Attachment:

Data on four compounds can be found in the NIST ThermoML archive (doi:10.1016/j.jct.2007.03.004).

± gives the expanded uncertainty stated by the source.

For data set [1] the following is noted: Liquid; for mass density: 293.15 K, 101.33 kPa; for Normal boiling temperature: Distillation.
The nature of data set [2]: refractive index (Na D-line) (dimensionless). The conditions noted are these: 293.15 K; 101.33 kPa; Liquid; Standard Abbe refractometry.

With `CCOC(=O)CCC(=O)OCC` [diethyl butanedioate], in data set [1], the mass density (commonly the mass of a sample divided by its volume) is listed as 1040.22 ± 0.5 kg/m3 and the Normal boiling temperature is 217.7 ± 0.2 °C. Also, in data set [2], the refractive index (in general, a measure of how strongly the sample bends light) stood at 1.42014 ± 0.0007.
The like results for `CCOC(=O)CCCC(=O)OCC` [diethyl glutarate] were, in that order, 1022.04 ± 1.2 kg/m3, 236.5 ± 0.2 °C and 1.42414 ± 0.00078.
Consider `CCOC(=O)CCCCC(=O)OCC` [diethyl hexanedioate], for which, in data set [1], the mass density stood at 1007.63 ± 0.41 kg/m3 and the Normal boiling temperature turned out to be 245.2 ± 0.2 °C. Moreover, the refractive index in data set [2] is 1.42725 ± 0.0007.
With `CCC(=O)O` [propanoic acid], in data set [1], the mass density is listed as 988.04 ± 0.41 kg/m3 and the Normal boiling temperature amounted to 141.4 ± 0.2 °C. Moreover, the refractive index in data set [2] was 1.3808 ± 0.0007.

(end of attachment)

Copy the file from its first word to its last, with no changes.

Data on four compounds can be found in the NIST ThermoML archive (doi:10.1016/j.jct.2007.03.004).

± gives the expanded uncertainty stated by the source.

For data set [1] the following is noted: Liquid; for mass density: 293.15 K, 101.33 kPa; for Normal boiling temperature: Distillation.
The nature of data set [2]: refractive index (Na D-line) (dimensionless). The conditions noted are these: 293.15 K; 101.33 kPa; Liquid; Standard Abbe refractometry.

With `CCOC(=O)CCC(=O)OCC` [diethyl butanedioate], in data set [1], the mass density (commonly the mass of a sample divided by its volume) is listed as 1040.22 ± 0.5 kg/m3 and the Normal boiling temperature is 217.7 ± 0.2 °C. Also, in data set [2], the refractive index (in general, a measure of how strongly the sample bends light) stood at 1.42014 ± 0.0007.
The like results for `CCOC(=O)CCCC(=O)OCC` [diethyl glutarate] were, in that order, 1022.04 ± 1.2 kg/m3, 236.5 ± 0.2 °C and 1.42414 ± 0.00078.
Consider `CCOC(=O)CCCCC(=O)OCC` [diethyl hexanedioate], for which, in data set [1], the mass density stood at 1007.63 ± 0.41 kg/m3 and the Normal boiling temperature turned out to be 245.2 ± 0.2 °C. Moreover, the refractive index in data set [2] is 1.42725 ± 0.0007.
With `CCC(=O)O` [propanoic acid], in data set [1], the mass density is listed as 988.04 ± 0.41 kg/m3 and the Normal boiling temperature amounted to 141.4 ± 0.2 °C. Moreover, the refractive index in data set [2] was 1.3808 ± 0.0007.